RARE EVENT: Dave Reneke and the 'Blue Moon'.
RARE EVENT: Dave Reneke and the 'Blue Moon'. Contributed

Monday night will deliver the biggest supermoon in 70 years

ASTRONOMY fans across the country have been encouraged to get their telescopes out of the closet this Monday night to catch one of the most impressive supermoons seen in nearly 70 years.

Stargazers have already been treated to supermoons several times this year, but Monday's event represents the closest the moon has been to the earth since 1948.

"It comes down to the shape of the orbit the moon makes around the earth," Australian astronomy researcher David Reneke says.

"Contrary to popular belief - the orbit is elliptical, not circular."

To keep things simple - the moon will be about 50,000 km closer to the earth than most standard rotations, which will hopefully lend itself towards a spectacular show in the skies come Monday.

"Based on how things are currently progressing, the moon will appear to be about 15 percent bigger and 30 percent brighter than normal," Mr Reneke says.

"We'll also see a return of that distinctive yellow-orange tinge seen with supermoons."

While the actual size of the moon may not be as big as some watchers may be hoping for, Mr Reneke says there will be a distinctly noticeable difference in how much moonlight is on offer.

"Basically it'll be so bright you'll be able to read a newspaper pretty easily at midnight," he says.

"This is a relatively rare event, a bit of history. I'd encourage everybody to at least have a look on Monday."

While clear skies will offer the best results, a telescope won't be needed to catch the spectacle.

It's also suggested a late afternoon viewing, with the moon framed against the horizon, will provide the best showing of the visible size increase.

The moon is expected to rise about 5.50pm in Queensland.

The next time budding astronomers will see a moon this close to earth will be in 2034, possibly later.

David Reneke says there is no better jumping-off point to learn more about the cosmos.

"If it gets people off the couch and out into the night to learn a little more about astronomy, that can only be a good thing," he says.

In addition to the spectacle of the moon, space lovers will be spoilt for choice next week, with two meteor showers expected to streak across Gympie skies.

"In addition to the supermoon on Monday night, keep an eye out early on Tuesday morning for the Taurids meteor shower as well," Mr Reneke says.

"Later in the week, around Thursday, we're also expecting the yearly Leonids shower."

Meteor sightings reward patience, with early morning hours between midnight and 4am expected to yield the best chance for an appearance.


1. There's something in the water

IT has often been said the presence of a full moon can bring out the strange, stupid or even dangerous side of people.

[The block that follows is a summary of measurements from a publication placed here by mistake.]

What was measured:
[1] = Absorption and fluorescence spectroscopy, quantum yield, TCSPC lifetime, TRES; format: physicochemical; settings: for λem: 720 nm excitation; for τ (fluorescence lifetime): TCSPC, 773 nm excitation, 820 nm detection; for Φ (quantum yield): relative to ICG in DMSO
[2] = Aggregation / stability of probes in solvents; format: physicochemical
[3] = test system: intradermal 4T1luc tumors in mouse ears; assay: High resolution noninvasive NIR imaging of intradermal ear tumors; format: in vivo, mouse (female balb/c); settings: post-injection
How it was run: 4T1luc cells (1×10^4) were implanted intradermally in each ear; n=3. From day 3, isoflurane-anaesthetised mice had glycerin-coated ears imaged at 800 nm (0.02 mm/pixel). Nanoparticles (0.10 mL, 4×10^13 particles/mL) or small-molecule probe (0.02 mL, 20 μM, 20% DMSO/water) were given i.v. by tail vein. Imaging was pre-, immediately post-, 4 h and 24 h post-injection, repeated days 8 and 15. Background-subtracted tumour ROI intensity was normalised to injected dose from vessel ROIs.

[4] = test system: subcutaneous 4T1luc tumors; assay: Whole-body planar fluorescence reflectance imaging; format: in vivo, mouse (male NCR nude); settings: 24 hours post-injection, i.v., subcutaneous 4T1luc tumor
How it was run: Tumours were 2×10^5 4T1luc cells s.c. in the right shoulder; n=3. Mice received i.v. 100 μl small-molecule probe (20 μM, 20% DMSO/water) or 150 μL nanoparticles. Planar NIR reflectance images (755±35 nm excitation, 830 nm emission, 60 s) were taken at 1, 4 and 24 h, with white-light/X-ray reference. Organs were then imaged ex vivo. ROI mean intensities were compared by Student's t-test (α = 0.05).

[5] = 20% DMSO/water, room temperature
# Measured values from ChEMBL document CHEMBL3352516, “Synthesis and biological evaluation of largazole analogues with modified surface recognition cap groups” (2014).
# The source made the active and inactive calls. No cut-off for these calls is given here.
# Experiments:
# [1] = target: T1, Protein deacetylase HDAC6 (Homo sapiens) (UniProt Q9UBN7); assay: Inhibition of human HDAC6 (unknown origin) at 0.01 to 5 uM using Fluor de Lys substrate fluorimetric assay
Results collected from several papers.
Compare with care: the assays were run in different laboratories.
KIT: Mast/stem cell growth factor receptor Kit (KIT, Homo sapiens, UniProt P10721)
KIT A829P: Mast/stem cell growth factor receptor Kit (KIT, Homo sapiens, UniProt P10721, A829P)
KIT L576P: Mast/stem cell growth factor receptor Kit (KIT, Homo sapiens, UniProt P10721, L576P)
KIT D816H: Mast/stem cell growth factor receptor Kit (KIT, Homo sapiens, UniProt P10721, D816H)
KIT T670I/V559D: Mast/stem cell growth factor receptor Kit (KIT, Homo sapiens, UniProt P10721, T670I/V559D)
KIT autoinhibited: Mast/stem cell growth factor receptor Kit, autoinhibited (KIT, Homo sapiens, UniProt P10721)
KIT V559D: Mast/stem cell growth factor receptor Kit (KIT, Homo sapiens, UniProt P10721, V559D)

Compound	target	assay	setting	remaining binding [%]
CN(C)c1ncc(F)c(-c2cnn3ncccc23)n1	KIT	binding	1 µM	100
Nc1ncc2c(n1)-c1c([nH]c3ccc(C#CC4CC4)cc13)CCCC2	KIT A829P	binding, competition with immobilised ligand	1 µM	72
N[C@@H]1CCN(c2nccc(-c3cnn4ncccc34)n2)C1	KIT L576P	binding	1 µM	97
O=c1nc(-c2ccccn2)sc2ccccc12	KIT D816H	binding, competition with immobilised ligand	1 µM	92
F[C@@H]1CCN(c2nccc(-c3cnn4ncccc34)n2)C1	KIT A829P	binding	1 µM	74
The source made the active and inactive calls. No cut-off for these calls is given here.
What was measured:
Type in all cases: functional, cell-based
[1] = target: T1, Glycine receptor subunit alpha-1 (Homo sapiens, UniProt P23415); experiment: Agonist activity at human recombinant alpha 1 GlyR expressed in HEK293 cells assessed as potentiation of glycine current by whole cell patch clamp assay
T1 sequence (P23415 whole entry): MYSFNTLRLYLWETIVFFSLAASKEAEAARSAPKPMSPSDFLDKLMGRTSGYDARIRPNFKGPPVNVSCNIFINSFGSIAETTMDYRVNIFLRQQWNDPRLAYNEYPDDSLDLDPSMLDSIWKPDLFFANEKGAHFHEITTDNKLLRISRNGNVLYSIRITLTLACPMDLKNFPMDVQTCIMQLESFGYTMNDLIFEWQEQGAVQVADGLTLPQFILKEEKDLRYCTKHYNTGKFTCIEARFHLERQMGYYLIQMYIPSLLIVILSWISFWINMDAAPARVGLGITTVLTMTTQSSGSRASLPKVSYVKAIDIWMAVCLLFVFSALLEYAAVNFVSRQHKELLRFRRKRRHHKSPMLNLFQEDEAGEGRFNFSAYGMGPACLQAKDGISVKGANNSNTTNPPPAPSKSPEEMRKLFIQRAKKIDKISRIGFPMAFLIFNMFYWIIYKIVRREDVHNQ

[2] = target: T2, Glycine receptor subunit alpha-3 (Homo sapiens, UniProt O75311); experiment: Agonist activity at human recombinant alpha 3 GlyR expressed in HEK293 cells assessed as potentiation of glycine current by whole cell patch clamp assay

This fear has now become so engrained amongst the public, and emergency workers in particular, that the mere thought of what a supermoon might drive somebody to do is concerning.

Despite this widely held belief however, there are conflicting theories and ideas about just what turns rational, sensible people into absolute lunatics.

"Everybody has a different opinion on this, but everybody also seems to agree something happens when there's a full moon out," Gympie local Dianne Woodstock says.

"From what I've heard though, a lot of the effect comes from the water in our bodies."

Due to the human body being largely comprised of water, there's speculation the same forces responsible for changing tides could be changing us as well.

"There's trouble when the moon gets closer, that I'm sure of," Mrs Woodstock says.

2. No mystery to moon madness

DAVID Reneke has offered a different reasoning for the strange behaviour caused by a full moon.

Immediately sceptical about the influence of electromagnetic energy or the water in our bodies, Mr Reneke gave a more simple explanation.

"It's because of the light - people tend to stay out and stay awake for longer," he says.

"Before there was artificial lighting, people tended to stay out longer during full moons because it was so much brighter."

Rather than anything chemical or physical, as Mr Reneke insists, mishaps and strange behaviour during a full moon comes down to old fashioned fatigue and human stupidity.

A massive increase in population around urban centres, can also blamed to some extent.

"Put simply, there are more people around now," Mr Reneke says.

"Naturally there'll be a lot more incidents," he said.

But with Monday night's supermoon is expected to be 15% brighter, can Gympie expect some lunacy?

"I don't believe it, it's all moonshine," Mr Reneke says.

Gympie Times

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